Page 2236 - Week 07 - Wednesday, 3 August 2022
Madam Speaker, all of these initiatives will deliver more services with a growing workforce supported to thrive and innovate, reducing pressure and increasing access to care closer to home. Many of the actions in this plan will bring about fundamental and foundational changes to our public maternity system. These actions will be built on, to ensure our services are accessible, accountable and sustainable into the future.
I am proud to share this important work which has been contributed to by so many, including the former members who undertook the inquiry into maternity services. This work will strengthen our public maternity system and its capacity to deliver the right care, in the right place, at the right time.
That the Assembly take note of the paper.
MS CLAY (Ginninderra) (10.59): I was really, really pleased to see the health minister’s Maternity in Focus package come out. The Greens put several maternity commitments into our parliamentary and governing agreement with Labor, and it is great to see some of these progress. We took a lot to the election, and I think there is a real need in Canberra to make sure that we are doing this better.
That Maternity in Focus plan is really, really strong on respectful maternity care. It recognises the benefits of a positive birth experience and the importance of healthcare human rights. Respectful maternity care focuses on the factors that support human health and wellbeing—that is, care that does no harm and is culturally sensitive, unbiased and valued by the woman and her community, as explained by our health minister. Respecting women’s and pregnant people’s choice is central to maternity care, and that is what makes that care culturally safe and appropriate. We can respect women and pregnant people through the use of appropriate language, in manner and in taking the time to engage with them and provide information.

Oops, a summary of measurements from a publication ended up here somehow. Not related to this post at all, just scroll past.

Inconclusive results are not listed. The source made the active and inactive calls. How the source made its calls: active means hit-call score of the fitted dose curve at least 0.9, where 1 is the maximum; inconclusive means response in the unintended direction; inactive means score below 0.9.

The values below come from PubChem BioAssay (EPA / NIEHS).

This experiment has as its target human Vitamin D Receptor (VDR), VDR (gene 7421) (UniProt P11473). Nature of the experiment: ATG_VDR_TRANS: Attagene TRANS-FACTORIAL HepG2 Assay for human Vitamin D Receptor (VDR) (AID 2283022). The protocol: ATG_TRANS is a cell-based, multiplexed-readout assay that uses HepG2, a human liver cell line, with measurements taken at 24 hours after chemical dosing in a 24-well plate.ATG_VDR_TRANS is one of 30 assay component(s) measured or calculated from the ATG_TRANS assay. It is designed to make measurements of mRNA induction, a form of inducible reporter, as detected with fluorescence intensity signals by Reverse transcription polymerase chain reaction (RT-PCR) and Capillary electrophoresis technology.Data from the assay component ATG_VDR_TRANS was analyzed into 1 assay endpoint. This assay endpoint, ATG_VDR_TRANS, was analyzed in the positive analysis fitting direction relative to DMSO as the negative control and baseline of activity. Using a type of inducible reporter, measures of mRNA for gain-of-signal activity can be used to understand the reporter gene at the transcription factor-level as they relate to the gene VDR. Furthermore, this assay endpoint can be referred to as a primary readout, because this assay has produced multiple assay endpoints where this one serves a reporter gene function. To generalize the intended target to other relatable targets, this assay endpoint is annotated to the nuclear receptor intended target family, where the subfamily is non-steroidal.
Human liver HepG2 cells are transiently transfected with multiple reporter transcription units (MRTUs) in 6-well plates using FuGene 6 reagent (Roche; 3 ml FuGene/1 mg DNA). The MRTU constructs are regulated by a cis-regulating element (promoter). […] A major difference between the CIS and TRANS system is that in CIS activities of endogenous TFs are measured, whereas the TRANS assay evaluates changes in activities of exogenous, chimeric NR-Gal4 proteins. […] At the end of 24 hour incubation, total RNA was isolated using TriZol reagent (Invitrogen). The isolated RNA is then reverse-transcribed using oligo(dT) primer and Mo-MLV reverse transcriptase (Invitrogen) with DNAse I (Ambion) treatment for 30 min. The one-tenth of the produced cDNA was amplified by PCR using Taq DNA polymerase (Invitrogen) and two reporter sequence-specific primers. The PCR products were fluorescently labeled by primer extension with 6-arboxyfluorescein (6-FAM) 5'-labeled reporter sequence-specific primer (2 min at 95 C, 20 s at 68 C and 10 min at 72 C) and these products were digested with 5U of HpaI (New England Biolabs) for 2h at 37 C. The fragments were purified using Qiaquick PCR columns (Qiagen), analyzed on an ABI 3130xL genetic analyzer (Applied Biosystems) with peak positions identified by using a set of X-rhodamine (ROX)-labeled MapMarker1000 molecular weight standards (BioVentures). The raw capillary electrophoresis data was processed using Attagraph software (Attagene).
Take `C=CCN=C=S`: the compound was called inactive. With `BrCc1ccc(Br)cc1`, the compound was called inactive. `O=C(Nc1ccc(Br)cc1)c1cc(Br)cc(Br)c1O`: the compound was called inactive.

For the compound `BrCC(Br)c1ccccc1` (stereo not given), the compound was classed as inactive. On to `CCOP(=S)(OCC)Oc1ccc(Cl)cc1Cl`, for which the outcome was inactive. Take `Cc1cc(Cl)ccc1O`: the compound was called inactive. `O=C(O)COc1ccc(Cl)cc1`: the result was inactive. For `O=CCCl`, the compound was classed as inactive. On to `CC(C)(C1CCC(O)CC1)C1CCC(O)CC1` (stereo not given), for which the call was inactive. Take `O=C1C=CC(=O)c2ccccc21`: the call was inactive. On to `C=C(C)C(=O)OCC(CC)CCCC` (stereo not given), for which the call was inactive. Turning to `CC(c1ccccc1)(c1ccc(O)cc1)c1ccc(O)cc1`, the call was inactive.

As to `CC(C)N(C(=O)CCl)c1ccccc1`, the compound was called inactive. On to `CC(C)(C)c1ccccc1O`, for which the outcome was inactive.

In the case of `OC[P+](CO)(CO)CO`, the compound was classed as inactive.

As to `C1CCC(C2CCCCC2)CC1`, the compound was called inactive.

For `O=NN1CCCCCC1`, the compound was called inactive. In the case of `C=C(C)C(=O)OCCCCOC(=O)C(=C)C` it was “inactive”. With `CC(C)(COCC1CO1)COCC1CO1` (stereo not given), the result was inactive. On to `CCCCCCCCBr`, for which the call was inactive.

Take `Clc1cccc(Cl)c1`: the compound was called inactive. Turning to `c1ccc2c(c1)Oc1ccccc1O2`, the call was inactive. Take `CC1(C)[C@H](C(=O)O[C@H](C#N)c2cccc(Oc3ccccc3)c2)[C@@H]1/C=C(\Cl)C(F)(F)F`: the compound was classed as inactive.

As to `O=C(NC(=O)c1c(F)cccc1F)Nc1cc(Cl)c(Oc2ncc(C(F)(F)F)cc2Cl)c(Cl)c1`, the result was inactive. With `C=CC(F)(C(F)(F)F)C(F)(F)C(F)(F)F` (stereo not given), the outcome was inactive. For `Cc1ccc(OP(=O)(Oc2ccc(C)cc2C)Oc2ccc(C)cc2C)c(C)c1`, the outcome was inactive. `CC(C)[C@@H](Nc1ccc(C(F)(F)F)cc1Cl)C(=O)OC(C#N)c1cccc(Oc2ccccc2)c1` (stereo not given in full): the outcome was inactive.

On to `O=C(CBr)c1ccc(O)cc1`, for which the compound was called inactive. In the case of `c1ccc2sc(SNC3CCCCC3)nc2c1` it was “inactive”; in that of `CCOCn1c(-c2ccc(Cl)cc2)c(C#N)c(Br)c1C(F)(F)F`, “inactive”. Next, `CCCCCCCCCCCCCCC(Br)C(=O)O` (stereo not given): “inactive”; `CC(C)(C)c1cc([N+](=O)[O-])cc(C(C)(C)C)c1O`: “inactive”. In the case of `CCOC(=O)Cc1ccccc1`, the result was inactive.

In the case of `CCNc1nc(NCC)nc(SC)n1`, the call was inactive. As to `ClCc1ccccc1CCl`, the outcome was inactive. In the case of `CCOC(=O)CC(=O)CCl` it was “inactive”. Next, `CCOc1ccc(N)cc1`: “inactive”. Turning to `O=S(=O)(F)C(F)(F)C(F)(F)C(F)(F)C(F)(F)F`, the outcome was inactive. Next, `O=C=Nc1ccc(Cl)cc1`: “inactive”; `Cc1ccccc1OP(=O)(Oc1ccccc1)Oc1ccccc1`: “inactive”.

The issue of consent is really important here. What a woman or a pregnant person does with her body is really important. I think in the context of Roe v Wade there are a lot of people getting very, very nervous about this notion of bodily autonomy and consent, so it is really, really good that we make it very clear who is in charge of this. Pregnant and labouring people are still people and still have the right to bodily autonomy.
We are really, really pleased about the goal of 50 per cent of continuity of care by 2028. That is a great target. I received this type of care when I had my baby, and it was fantastic to see the midwife each time I pedalled over to the hospital. We made a real connection and it provided such good care. I would love to see a pathway for that kind of care to be expanded to 100 per cent so that everybody who wants it will be able to have it, and to see a date set on that at some stage.
Our research shows that, overwhelmingly, women and pregnant people want to give birth in this model of care and the midwives want to deliver this model of care. It is a win-win. It will make their workplaces better and it will make our outcomes better. It is also effective and cost-effective. It is appropriate for all pregnancy risk levels and it is demonstrated to improve the outcomes for low-risk and high-risk pregnancies.